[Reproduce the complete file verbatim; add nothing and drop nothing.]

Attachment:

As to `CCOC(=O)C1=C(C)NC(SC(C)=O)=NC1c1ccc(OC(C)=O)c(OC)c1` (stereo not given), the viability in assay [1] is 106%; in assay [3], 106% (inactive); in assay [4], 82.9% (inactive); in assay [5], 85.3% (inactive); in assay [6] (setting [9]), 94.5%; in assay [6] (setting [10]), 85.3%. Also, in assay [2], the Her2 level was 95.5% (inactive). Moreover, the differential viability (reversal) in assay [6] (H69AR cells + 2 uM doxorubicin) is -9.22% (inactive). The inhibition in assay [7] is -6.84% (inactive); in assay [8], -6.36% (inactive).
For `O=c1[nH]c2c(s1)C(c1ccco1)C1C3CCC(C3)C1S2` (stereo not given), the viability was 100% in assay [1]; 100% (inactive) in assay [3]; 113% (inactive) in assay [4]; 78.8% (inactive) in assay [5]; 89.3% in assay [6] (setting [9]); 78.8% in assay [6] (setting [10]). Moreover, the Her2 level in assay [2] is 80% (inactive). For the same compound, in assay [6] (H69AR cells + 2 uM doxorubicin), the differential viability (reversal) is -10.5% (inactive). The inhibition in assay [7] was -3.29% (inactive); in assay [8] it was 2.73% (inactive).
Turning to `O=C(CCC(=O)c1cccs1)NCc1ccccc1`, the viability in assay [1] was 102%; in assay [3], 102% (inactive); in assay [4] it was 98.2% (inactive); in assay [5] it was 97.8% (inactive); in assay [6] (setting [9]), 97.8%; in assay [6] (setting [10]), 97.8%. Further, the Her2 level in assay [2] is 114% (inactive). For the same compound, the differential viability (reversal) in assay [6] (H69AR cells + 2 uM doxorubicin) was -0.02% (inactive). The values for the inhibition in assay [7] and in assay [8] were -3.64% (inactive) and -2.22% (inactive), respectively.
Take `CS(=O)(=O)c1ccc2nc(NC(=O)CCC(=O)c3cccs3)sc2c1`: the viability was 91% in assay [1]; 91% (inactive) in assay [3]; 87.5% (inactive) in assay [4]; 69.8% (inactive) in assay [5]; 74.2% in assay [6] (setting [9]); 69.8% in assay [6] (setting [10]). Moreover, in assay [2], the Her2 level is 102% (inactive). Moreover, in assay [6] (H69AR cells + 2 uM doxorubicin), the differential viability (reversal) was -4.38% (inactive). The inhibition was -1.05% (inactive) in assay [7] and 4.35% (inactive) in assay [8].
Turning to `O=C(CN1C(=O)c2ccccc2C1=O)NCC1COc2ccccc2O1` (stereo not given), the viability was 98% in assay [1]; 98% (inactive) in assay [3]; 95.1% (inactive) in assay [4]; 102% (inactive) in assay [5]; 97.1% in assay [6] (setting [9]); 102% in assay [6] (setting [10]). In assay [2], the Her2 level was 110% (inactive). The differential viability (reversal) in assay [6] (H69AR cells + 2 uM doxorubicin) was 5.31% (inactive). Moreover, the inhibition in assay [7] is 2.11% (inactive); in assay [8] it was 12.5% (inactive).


As to `CCOC(=O)C1=C(C)NC(SC(C)=O)=NC1c1ccc(OC(C)=O)c(OC)c1` (stereo not given), the viability in assay [1] is 106%; in assay [3], 106% (inactive); in assay [4], 82.9% (inactive); in assay [5], 85.3% (inactive); in assay [6] (setting [9]), 94.5%; in assay [6] (setting [10]), 85.3%. Also, in assay [2], the Her2 level was 95.5% (inactive). Moreover, the differential viability (reversal) in assay [6] (H69AR cells + 2 uM doxorubicin) is -9.22% (inactive). The inhibition in assay [7] is -6.84% (inactive); in assay [8], -6.36% (inactive).
For `O=c1[nH]c2c(s1)C(c1ccco1)C1C3CCC(C3)C1S2` (stereo not given), the viability was 100% in assay [1]; 100% (inactive) in assay [3]; 113% (inactive) in assay [4]; 78.8% (inactive) in assay [5]; 89.3% in assay [6] (setting [9]); 78.8% in assay [6] (setting [10]). Moreover, the Her2 level in assay [2] is 80% (inactive). For the same compound, in assay [6] (H69AR cells + 2 uM doxorubicin), the differential viability (reversal) is -10.5% (inactive). The inhibition in assay [7] was -3.29% (inactive); in assay [8] it was 2.73% (inactive).
Turning to `O=C(CCC(=O)c1cccs1)NCc1ccccc1`, the viability in assay [1] was 102%; in assay [3], 102% (inactive); in assay [4] it was 98.2% (inactive); in assay [5] it was 97.8% (inactive); in assay [6] (setting [9]), 97.8%; in assay [6] (setting [10]), 97.8%. Further, the Her2 level in assay [2] is 114% (inactive). For the same compound, the differential viability (reversal) in assay [6] (H69AR cells + 2 uM doxorubicin) was -0.02% (inactive). The values for the inhibition in assay [7] and in assay [8] were -3.64% (inactive) and -2.22% (inactive), respectively.
Take `CS(=O)(=O)c1ccc2nc(NC(=O)CCC(=O)c3cccs3)sc2c1`: the viability was 91% in assay [1]; 91% (inactive) in assay [3]; 87.5% (inactive) in assay [4]; 69.8% (inactive) in assay [5]; 74.2% in assay [6] (setting [9]); 69.8% in assay [6] (setting [10]). Moreover, in assay [2], the Her2 level is 102% (inactive). Moreover, in assay [6] (H69AR cells + 2 uM doxorubicin), the differential viability (reversal) was -4.38% (inactive). The inhibition was -1.05% (inactive) in assay [7] and 4.35% (inactive) in assay [8].
Turning to `O=C(CN1C(=O)c2ccccc2C1=O)NCC1COc2ccccc2O1` (stereo not given), the viability was 98% in assay [1]; 98% (inactive) in assay [3]; 95.1% (inactive) in assay [4]; 102% (inactive) in assay [5]; 97.1% in assay [6] (setting [9]); 102% in assay [6] (setting [10]). In assay [2], the Her2 level was 110% (inactive). The differential viability (reversal) in assay [6] (H69AR cells + 2 uM doxorubicin) was 5.31% (inactive). Moreover, the inhibition in assay [7] is 2.11% (inactive); in assay [8] it was 12.5% (inactive).